Further exacerbating America’s struggle to finally escape the pandemic and subsequent widespread tragedies, a new variant of COVID-19 has now arrived from the UK and begun spreading, particularly in California. At the time of writing this article, in fact, the new strain has been detected in multiple UC Berkeley students and in residents throughout California. Furthermore, scientists have now detected yet another strain of COVID, seemingly unique to California, which is now being called CAL.20C. The UK variant is confirmed to be faster-spreading – and therefore, more dangerous – than the original strain, and CAL.20C is currently being tested to determine how it differs from the original variant.

The appearance of these new variants in communities across the country makes vaccinating the population all the more urgent. It also makes the slow rate at which vaccines are being administered all the more concerning.

With all that being said, two questions remain at the forefront for many Americans and Urban students. “When will I be able to receive the vaccine?” and “When can we expect herd immunity to be reached – the point when enough people are immune that virus spread is unlikely – and the pandemic to be over?”

Currently, California is in the process of vaccinating individuals within the Phase 1 categories. This means that people aged 65+ and many essential workers currently have access to the vaccine. Many in these groups, like firefighter and Urban parent, Chris Pratt, have already been fully vaccinated. Still, the completion of these phases, as well as Phase 1c and Phase 2, remain between now and when many Urban students will have access to the vaccine.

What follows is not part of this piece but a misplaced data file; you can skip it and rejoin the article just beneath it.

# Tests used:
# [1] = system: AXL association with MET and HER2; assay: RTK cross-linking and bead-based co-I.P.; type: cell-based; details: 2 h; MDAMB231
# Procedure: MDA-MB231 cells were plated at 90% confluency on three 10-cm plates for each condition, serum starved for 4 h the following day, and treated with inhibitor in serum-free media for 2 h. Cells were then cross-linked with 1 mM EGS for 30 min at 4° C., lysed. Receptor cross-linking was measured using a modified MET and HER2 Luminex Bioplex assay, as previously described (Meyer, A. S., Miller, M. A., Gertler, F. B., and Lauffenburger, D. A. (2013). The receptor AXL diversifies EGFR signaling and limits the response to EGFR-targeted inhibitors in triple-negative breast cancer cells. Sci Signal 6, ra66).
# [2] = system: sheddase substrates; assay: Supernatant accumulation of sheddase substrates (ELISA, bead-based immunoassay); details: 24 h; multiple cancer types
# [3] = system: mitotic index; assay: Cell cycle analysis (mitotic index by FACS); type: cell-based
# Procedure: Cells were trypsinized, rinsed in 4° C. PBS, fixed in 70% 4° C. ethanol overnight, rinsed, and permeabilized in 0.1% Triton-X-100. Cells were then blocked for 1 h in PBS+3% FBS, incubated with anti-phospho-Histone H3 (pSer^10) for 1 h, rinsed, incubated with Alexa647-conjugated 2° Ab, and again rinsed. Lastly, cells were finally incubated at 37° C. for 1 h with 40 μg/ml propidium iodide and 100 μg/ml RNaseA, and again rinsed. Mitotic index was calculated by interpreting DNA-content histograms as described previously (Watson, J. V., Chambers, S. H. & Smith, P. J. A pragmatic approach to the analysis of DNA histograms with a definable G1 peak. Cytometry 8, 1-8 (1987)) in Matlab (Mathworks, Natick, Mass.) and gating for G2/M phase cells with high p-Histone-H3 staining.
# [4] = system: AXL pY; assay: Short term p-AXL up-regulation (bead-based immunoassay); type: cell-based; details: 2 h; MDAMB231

As the newly elected President of the United States, Joe Biden has promised that 100 million vaccines will be administered in the first 100 days of his presidency. Still, even if the country succeeds in vaccinating at a rate of 1 million shots per day, by April 1st (the end of this 100 day period), America will remain far from any semblance of normalcy.

Being fully vaccinated for COVID-19 requires receiving two doses. Therefore, in order for 70% of Americans to be vaccinated and herd immunity to be reached, about 462 million shots must be administered. As we progress towards this goal, many people should not expect to be first in line until early 2022 if the rate of 1 million doses a day does not improve.

Still, there is room for flexibility in this timeline. According to a column by the Kaiser Family Foundation, if vaccinations were increased to 2.4 million per day, we could reach the threshold of 70% by July.

So, to answer the questions posed above, Urban students should expect to receive their vaccine in Phase 2, but it’s difficult to predict when that will be. The rate of daily vaccinations and whether all doses distributed are actually being administered are key determining factors for when Phase 2 will be reached.

When herd immunity will be achieved, however, is an even more difficult and undoubtedly more important question. Vaccine hesitancy remains widespread, with many Americans suspicious of the speed at which the vaccine was approved for use, exacerbated by the growth of the anti-vaccine movement in recent years. New data from the U.S Census Bureau indicates that nearly a quarter of currently unvaccinated adults say that they will choose not to receive the vaccine. Such widespread suspicion only worsens the very real fear that American society won’t escape the pandemic for quite some time. In response to these concerns, “Do your research. Understand that all the vaccines [that] have come out are very safe. And if we can get back to normal, that’d be a lot better for the world,” Pratt says.